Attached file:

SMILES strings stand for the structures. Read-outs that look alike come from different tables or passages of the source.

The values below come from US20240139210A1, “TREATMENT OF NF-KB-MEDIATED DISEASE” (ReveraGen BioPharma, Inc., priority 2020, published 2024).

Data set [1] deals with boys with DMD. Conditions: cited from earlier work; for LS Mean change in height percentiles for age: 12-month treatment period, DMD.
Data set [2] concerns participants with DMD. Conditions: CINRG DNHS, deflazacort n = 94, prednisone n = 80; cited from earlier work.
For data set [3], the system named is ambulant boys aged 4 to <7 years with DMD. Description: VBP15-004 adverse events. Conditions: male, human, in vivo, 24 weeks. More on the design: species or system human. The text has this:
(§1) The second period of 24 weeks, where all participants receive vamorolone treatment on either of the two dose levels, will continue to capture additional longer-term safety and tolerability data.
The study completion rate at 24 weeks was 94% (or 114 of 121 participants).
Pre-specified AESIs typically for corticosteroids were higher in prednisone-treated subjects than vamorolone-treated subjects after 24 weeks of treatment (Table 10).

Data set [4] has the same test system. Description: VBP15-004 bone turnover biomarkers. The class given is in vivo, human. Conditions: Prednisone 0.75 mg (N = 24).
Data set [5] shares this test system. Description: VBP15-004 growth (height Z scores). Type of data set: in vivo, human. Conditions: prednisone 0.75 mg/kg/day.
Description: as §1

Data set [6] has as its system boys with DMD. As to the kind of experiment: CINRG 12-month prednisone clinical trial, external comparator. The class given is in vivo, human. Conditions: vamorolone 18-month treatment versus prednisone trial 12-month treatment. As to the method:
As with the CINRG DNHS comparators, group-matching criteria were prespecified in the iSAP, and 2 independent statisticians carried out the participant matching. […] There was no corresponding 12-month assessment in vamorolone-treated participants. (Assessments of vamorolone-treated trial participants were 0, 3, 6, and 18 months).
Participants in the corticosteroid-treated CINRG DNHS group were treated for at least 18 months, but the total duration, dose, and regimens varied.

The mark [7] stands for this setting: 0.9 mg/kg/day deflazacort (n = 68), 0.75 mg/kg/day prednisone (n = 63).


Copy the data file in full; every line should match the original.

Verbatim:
SMILES strings stand for the structures. Read-outs that look alike come from different tables or passages of the source.

The values below come from US20240139210A1, “TREATMENT OF NF-KB-MEDIATED DISEASE” (ReveraGen BioPharma, Inc., priority 2020, published 2024).

Data set [1] deals with boys with DMD. Conditions: cited from earlier work; for LS Mean change in height percentiles for age: 12-month treatment period, DMD.
Data set [2] concerns participants with DMD. Conditions: CINRG DNHS, deflazacort n = 94, prednisone n = 80; cited from earlier work.
For data set [3], the system named is ambulant boys aged 4 to <7 years with DMD. Description: VBP15-004 adverse events. Conditions: male, human, in vivo, 24 weeks. More on the design: species or system human. The text has this:
(§1) The second period of 24 weeks, where all participants receive vamorolone treatment on either of the two dose levels, will continue to capture additional longer-term safety and tolerability data.
The study completion rate at 24 weeks was 94% (or 114 of 121 participants).
Pre-specified AESIs typically for corticosteroids were higher in prednisone-treated subjects than vamorolone-treated subjects after 24 weeks of treatment (Table 10).

Data set [4] has the same test system. Description: VBP15-004 bone turnover biomarkers. The class given is in vivo, human. Conditions: Prednisone 0.75 mg (N = 24).
Data set [5] shares this test system. Description: VBP15-004 growth (height Z scores). Type of data set: in vivo, human. Conditions: prednisone 0.75 mg/kg/day.
Description: as §1

Data set [6] has as its system boys with DMD. As to the kind of experiment: CINRG 12-month prednisone clinical trial, external comparator. The class given is in vivo, human. Conditions: vamorolone 18-month treatment versus prednisone trial 12-month treatment. As to the method:
As with the CINRG DNHS comparators, group-matching criteria were prespecified in the iSAP, and 2 independent statisticians carried out the participant matching. […] There was no corresponding 12-month assessment in vamorolone-treated participants. (Assessments of vamorolone-treated trial participants were 0, 3, 6, and 18 months).
Participants in the corticosteroid-treated CINRG DNHS group were treated for at least 18 months, but the total duration, dose, and regimens varied.

The mark [7] stands for this setting: 0.9 mg/kg/day deflazacort (n = 68), 0.75 mg/kg/day prednisone (n = 63).